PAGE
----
Fear of a blowout has been reduced, but Grant County Public Utility District officials are still puzzling over what to do about a worrisome 2-inch, 65-foot long horizontal crack discovered late last month along one of the 12 spillways at central Washington’s Wanapum Dam on the Columbia River.
The damage was first discovered on Feb. 24 by a dam worker who noticed a section of the spillway deck had shifted slightly. Utility engineers then examined the area and found that one of the spillway pier monoliths had moved 2 inches out of alignment.
Divers inspecting the spillway on Feb. 27 saw a horizontal fracture about 2 inches wide at the base of the monolith.
To take pressure off the damaged spillway pier, the utility began to draw down the reservoir behind the dam by about 26 feet. The reservoir above the dam is now at its lowest level since the hydro project began operating 1964.
The drawdown is intended to take pressure off the damaged structure, and allow better assessments of the damage and judge what might be done to correct the problem. Overall the structure, with its 10 turbines and generators, is 8,637 feet long and 180 feet tall. Its construction began July 1959 and was completed in October 1963.
“It’s something that we’re taking very seriously,” said Grant PUD spokesman Chuck Allen. “It’s going to be this low until we come up with a long-term plan.”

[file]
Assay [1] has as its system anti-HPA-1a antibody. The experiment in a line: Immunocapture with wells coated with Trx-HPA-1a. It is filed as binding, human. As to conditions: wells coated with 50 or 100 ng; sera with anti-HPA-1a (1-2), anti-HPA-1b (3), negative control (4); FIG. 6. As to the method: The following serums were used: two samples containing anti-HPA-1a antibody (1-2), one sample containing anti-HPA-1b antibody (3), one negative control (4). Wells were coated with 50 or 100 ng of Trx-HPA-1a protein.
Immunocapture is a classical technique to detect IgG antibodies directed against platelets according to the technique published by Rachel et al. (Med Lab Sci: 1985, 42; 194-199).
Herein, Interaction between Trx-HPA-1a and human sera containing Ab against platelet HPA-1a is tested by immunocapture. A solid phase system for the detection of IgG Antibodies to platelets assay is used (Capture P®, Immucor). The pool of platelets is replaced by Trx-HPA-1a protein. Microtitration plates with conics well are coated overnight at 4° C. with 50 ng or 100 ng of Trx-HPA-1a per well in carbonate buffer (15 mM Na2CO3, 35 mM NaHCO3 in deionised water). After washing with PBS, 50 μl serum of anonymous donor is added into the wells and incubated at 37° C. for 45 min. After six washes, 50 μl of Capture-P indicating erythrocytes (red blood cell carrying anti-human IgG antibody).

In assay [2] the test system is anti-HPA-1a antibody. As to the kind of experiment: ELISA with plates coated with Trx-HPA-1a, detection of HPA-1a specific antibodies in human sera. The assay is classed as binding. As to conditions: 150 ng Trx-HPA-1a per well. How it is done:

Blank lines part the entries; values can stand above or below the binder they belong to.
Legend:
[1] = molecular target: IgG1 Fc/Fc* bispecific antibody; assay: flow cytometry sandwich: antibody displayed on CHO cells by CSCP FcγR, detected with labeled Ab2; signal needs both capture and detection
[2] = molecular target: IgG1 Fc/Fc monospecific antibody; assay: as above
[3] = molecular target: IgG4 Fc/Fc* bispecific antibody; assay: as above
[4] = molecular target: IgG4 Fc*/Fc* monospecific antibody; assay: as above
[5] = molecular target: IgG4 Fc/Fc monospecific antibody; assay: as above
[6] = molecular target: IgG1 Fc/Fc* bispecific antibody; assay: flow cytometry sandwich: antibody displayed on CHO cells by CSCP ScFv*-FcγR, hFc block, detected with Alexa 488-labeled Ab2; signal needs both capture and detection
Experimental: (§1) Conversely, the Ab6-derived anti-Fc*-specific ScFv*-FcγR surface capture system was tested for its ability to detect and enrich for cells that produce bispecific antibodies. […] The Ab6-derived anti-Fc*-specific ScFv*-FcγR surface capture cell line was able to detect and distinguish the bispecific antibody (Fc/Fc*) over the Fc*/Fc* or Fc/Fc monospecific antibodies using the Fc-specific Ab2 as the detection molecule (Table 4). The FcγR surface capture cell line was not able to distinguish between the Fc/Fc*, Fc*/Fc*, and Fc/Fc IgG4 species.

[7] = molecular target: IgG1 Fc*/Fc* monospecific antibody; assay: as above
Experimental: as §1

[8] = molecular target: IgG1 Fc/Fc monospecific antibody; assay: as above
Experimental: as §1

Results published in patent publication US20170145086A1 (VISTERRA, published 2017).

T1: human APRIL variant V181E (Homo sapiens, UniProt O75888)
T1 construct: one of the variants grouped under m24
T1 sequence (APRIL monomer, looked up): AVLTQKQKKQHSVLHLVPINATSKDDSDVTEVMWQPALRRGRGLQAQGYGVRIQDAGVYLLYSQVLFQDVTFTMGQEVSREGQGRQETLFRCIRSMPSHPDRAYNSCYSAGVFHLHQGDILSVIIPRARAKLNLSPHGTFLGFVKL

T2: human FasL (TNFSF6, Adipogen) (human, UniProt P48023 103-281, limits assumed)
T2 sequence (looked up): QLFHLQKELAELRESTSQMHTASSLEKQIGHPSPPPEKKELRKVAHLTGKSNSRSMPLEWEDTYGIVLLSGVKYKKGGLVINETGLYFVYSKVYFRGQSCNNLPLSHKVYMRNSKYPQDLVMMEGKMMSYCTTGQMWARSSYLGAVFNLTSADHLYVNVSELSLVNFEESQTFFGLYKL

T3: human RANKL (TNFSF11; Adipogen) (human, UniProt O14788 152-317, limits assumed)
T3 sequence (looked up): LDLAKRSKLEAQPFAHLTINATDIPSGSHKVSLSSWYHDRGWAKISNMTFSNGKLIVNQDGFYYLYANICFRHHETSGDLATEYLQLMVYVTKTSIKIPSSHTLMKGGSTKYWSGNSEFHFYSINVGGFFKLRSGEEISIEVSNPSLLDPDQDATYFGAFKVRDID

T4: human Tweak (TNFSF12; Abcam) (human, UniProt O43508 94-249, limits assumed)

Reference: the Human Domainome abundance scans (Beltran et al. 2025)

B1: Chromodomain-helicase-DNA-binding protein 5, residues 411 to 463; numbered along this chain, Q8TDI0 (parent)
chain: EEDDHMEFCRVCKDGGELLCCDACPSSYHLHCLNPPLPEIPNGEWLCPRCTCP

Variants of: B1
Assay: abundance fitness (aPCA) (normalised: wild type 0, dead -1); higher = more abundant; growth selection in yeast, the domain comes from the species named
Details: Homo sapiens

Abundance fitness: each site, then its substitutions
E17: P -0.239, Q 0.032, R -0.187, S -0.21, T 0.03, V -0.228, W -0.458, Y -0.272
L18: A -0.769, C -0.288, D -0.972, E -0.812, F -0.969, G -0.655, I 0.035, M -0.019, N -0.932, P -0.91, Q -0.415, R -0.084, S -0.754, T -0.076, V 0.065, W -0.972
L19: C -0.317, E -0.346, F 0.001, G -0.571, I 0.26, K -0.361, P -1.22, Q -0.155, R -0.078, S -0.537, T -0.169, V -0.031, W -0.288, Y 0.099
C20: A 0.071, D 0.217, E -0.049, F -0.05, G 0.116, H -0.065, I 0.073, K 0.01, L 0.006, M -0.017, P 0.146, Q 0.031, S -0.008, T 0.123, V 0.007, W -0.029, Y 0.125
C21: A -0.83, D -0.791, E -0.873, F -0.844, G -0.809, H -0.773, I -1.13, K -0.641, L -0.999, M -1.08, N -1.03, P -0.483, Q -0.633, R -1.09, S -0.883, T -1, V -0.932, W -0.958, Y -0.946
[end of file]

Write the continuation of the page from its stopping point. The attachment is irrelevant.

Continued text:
On Tuesday, Grant PUD lowered its Emergency Action Plan classification for the Wanapum Dam spillway incident to a “non-failure emergency.” The utility had been operating under the condition of a “developing failure” since Feb. 28.
Grant announced Wednesday that its Emergency Action Plan (EAP) includes the notification procedures in the event of a “non-failure emergency” at Wanapum Dam, including situations that would necessitate the utility maintaining low water levels behind the dam to prevent a more serious emergency. The EAP describes the initial roles and responsibilities of Grant PUD personnel and other agencies based on the capabilities of each agency to respond in the event of an emergency situation at Wanapum Dam.